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Researchers discover genes that distinguish human, nonhuman primate brains

ATLANTA -- A research team from the Salk Institute, the Yerkes National Primate Research Center of Emory University and the University of California Los Angeles (UCLA), has identified genes in the cerebral cortex that differ in levels of activity between humans and nonhuman primates, including chimpanzees and rhesus monkeys. These findings, which appear in the online journal of the Proceedings of the National Academy of Sciences, may provide essential clues to the unusual cognitive abilities of humans. They also may help researchers understand why humans have a longer lifespan than other primate species and yet are so vulnerable to age-related, neurodegenerative diseases.

Because the DNA sequences of humans are so similar to those of chimpanzees, scientists have long speculated that differences in the activity levels of particular genes, otherwise known as gene expression, and, as a result, the amounts of particular proteins cells produce, are what distinguish humans from chimpanzees. The recent sequencing of the human genome has led to the development of "gene chips" that enable researches to examine the expression levels of thousands of genes at a time as well as compare expression levels in different species.

Using gene chips to compare samples of the cerebral cortex of humans, chimpanzees and rhesus monkeys, the research team at the Salk, the Yerkes Center and UCLA identified 91 genes that are expressed in different amounts in humans compared to the other primate species. Upon further study, the team observed 83 of these genes showed higher levels of activity in humans, and as a result, regulated neural activity.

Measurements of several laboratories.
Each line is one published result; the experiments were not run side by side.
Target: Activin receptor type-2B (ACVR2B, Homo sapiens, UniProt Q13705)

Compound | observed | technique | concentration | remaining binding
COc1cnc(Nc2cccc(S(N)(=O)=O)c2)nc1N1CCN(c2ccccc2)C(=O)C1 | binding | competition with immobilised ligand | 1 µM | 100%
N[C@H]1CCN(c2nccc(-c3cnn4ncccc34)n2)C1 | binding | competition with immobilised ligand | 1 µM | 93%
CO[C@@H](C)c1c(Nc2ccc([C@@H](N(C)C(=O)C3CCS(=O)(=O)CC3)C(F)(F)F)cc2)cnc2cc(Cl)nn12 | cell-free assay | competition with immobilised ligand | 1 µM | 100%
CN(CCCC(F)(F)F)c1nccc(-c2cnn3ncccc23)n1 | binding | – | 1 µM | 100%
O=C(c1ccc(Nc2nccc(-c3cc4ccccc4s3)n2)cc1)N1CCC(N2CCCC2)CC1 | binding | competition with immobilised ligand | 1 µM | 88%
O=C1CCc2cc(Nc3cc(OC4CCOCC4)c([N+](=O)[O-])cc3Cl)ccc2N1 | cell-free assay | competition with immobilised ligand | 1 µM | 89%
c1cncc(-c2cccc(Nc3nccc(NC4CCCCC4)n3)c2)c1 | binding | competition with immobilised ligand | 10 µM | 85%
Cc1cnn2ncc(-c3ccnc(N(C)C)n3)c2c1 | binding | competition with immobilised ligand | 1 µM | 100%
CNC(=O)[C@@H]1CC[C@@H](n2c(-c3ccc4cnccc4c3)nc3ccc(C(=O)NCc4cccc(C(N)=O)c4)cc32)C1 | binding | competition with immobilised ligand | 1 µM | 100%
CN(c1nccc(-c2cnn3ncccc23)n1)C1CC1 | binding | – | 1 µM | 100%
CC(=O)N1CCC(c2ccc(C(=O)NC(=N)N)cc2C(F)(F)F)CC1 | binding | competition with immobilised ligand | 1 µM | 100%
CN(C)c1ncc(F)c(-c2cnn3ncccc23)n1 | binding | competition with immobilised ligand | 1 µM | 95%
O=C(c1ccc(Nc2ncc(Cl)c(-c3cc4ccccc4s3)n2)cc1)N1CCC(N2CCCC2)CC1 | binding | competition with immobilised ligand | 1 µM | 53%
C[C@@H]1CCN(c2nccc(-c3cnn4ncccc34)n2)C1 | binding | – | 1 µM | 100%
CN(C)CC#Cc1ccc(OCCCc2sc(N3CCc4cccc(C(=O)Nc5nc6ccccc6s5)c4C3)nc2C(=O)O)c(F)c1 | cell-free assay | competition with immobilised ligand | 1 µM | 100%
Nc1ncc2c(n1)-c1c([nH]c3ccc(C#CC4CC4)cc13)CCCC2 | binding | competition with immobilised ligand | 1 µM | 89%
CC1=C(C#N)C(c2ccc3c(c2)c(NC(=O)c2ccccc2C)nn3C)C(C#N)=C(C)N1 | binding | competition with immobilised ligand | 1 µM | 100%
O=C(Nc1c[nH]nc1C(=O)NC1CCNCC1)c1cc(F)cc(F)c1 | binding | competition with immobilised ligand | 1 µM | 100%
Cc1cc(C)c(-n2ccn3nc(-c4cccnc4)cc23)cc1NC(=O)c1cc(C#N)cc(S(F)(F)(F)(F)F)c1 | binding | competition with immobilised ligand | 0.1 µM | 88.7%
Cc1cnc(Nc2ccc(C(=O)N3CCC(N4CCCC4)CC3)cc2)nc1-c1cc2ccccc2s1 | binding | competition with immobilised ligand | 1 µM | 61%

"When we looked at other tissues, such as heart and liver, we found nearly equal numbers of genes showing higher or lower levels of expression in humans as compared to chimpanzees and rhesus," said Todd Preuss, PhD, associate research professor of neuroscience at the Yerkes Research Center. "The changes in gene activity in
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Contact: Kelly Duncan
kadunca@emory.edu
404-727-9254
Emory University Health Sciences Center
13-Oct-2003


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